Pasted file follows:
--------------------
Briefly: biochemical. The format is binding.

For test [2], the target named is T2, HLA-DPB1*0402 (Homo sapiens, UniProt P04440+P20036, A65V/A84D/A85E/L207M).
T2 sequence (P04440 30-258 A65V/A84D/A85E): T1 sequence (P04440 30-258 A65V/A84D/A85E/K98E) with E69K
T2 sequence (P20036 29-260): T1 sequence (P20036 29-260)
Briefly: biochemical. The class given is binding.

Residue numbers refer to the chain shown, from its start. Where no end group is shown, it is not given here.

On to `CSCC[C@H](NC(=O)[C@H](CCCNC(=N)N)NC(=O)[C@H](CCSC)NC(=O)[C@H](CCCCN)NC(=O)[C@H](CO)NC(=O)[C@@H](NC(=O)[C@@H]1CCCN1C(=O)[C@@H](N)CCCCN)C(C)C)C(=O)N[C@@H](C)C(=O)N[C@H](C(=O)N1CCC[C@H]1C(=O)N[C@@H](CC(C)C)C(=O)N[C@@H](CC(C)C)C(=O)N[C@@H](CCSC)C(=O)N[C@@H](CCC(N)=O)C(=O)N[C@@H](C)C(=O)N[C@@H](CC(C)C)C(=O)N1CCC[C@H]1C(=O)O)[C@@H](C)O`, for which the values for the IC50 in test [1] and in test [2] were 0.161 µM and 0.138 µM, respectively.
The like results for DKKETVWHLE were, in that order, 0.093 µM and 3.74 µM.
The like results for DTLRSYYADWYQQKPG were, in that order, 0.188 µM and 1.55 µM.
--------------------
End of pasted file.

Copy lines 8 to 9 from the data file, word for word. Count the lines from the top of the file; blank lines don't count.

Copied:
The like results for DKKETVWHLE were, in that order, 0.093 µM and 3.74 µM.
The like results for DTLRSYYADWYQQKPG were, in that order, 0.188 µM and 1.55 µM.